Case Study

Breathing new life into Medway

Number One Smithery

Kent / 2010


Ever since the closure of the naval dockyard in 1987, Chatham Historic Dockyard Trust (CHDT) has fought to find a productive use for all its buildings. Our reinvention of Number One Smithery saved the building from demolition and has given Medway a major national museum and a world class visitor attraction, drawing in visitors who might otherwise never visit the area.

The building is a Scheduled Ancient Monument and grade-II* listed, and was the last in the dockyard to feature on the English Heritage Buildings at Risk register. In adapting it for a completely new use we have made its historical development and form still clearly legible so that visitors can appreciate the building’s past, and provided optimal conditions for the National Museum Collections it holds. The key to this was to create a ‘box within a box’, with independent steel-framed enclosures inserted within the existing spaces which minimised fabric loss.





The success of the project is largely to do with the juxtaposition of the new elements with the original building. Visitors can get up close to the model of a naval ship, and then wander outside to see where its anchor chain would have been made. The huge increase in visitor numbers, we believe, has much to do with the way in which we have made history tangible.


From 1613-1984 Chatham Dockyard played a central role in the support of the Royal Navy, building more than 400 ships, including HMS Victory, and repairing and maintaining thousands more. The 32-hectare site is the world’s most complete dockyard to survive from the age of sail and contains one of the highest concentrations of individually listed buildings in the country.

Number One Smithery was originally built in 1806 for the fabrication of metalwork for sailing ships, and it had been extended numerous times, each time reflecting a technological shift. When we were asked to convert the structure it had been unused and unmaintained for 30 years, and was in a state of dilapidation. Previous proposals to rescue the building had failed, largely due to financial viability, so a plan was hatched between the CHDT and the National Maritime Museum to use the building to store and exhibit the museum’s collection of ship models. With a viable use that had real resonance with the Dockyard came the possibility of raising the funds required for its restoration.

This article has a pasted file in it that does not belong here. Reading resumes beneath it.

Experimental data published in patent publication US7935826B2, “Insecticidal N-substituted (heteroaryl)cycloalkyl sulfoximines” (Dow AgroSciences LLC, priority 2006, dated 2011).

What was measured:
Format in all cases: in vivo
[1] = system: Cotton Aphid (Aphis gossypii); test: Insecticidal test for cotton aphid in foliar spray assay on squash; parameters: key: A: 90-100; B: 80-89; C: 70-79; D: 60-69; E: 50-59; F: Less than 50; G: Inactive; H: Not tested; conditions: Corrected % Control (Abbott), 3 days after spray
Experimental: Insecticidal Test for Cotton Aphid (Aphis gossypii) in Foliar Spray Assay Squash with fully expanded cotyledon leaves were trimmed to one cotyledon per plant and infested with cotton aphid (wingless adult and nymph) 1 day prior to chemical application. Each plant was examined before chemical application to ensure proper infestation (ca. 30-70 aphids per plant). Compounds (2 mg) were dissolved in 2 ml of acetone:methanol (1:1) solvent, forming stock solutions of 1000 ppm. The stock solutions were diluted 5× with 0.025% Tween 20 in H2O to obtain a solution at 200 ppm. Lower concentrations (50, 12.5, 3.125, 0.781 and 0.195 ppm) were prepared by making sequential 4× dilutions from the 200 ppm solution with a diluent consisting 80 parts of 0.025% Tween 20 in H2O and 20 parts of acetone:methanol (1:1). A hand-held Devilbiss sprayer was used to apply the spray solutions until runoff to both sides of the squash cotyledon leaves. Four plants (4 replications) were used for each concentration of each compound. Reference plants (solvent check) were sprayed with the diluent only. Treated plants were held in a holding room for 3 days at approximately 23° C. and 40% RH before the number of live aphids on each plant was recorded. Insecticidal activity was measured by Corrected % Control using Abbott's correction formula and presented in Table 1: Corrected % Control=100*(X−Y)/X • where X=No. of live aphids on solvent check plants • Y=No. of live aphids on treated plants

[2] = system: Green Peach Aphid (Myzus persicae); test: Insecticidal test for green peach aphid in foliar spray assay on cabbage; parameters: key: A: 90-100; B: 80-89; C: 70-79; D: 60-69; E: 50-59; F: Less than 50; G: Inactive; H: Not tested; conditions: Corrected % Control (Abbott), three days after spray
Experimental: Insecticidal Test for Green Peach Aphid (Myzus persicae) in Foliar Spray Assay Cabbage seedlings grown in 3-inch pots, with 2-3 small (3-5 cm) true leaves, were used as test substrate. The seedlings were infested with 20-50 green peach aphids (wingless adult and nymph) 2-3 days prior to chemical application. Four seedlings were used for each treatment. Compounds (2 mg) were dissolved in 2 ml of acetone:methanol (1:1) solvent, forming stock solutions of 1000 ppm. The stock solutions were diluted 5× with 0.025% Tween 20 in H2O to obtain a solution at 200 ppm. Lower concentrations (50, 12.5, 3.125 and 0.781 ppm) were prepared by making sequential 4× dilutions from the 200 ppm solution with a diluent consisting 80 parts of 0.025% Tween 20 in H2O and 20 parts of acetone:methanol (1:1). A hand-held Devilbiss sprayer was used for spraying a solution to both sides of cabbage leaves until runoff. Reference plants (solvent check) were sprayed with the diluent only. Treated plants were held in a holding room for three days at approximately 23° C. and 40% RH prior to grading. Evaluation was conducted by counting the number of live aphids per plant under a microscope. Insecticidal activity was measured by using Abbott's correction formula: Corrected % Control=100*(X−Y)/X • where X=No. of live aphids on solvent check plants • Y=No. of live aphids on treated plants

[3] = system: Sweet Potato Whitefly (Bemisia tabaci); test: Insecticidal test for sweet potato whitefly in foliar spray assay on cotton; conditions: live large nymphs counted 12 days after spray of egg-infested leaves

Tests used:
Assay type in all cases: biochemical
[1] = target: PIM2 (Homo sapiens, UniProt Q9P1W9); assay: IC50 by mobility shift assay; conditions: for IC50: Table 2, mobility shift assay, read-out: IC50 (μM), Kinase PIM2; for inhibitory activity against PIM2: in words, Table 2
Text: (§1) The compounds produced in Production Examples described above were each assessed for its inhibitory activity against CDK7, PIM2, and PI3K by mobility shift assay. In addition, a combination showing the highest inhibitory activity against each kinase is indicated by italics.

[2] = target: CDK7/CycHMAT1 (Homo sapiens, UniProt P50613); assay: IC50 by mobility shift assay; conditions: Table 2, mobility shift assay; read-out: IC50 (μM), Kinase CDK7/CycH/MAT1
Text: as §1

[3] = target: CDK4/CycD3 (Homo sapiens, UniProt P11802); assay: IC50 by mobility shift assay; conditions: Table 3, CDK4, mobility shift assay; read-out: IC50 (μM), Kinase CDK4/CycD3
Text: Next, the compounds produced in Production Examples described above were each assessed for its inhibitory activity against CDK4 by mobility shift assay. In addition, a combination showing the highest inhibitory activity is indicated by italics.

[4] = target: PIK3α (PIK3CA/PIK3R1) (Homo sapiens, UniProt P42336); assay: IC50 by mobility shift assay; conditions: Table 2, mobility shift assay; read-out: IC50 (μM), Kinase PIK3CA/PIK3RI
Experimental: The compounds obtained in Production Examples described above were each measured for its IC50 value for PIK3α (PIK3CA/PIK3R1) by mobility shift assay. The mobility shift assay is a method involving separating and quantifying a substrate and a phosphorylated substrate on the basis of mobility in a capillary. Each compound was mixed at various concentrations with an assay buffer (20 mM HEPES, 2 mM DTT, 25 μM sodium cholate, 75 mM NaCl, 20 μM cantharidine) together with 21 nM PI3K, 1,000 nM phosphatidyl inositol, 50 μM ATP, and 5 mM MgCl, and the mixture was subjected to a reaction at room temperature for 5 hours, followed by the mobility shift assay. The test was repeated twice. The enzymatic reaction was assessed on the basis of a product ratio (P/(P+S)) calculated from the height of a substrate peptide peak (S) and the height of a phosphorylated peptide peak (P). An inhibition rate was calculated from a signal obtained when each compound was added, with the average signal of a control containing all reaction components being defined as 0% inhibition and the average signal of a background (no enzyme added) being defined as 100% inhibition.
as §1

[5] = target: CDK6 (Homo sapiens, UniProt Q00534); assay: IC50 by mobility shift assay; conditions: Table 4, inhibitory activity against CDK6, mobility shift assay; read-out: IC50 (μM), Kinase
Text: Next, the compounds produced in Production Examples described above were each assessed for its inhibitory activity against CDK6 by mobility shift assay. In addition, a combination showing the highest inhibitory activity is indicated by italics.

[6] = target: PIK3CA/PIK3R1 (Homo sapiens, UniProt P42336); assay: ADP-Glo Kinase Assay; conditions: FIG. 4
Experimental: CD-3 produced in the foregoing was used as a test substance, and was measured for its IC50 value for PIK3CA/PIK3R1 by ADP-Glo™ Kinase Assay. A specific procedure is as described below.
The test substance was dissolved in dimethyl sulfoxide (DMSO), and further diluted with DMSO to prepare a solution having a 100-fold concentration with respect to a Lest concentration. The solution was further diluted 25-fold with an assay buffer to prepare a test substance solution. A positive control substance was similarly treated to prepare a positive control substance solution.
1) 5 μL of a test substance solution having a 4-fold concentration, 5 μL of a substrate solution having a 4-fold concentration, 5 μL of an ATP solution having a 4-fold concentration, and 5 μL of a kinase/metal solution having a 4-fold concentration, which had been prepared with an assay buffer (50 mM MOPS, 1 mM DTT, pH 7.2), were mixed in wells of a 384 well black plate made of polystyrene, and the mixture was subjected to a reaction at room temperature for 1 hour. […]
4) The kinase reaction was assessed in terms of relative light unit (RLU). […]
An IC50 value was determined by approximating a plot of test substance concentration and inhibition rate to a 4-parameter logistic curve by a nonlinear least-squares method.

How we worked

We lead the design team and worked closely with the Trustees of CHDT, the National Maritime Museum, the Imperial War Museum and the Science Museum, as well as English Heritage, to make proposals to be submitted to the Heritage Lottery Fund (HLF).

The initial bid was based on the collections-on-display concept of open storage, with lightweight interpretation. The HLF felt this delivered insufficient public benefit and also made the historic fabric difficult to appreciate. We were asked to develop a revised scheme which included closed storage, an exhibition gallery showing the ship models and a touring exhibition gallery for Medway. This successfully obtained lead funding from the HLF and nineteen other funders followed.

The project was delivered using three works contracts to maximise funding opportunities and reduce risk. We had a very close relationship with core members of the design team and employed Purcell to give specialist conservation input as well as working closely with both Max Fordham and Price and Myers engineers. We were involved in the administration of all the contracts and were responsible for change control; the unspent contingency paid for the landscaping of the square outside.